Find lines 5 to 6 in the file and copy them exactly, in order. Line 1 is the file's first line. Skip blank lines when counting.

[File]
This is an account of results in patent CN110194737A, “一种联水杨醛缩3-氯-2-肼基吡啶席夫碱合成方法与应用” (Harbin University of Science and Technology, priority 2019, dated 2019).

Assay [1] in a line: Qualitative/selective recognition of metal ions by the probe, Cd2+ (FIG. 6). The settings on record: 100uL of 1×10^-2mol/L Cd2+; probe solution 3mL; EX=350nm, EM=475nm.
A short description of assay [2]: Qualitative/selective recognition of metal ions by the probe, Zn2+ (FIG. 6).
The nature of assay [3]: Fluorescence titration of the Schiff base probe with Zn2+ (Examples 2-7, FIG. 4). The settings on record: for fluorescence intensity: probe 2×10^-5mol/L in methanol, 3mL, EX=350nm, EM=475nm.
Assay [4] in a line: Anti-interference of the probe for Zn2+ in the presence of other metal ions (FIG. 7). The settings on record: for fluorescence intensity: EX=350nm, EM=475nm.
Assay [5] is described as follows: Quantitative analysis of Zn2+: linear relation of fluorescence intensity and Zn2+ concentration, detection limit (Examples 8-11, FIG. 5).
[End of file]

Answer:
Assay [4] in a line: Anti-interference of the probe for Zn2+ in the presence of other metal ions (FIG. 7). The settings on record: for fluorescence intensity: EX=350nm, EM=475nm.
Assay [5] is described as follows: Quantitative analysis of Zn2+: linear relation of fluorescence intensity and Zn2+ concentration, detection limit (Examples 8-11, FIG. 5).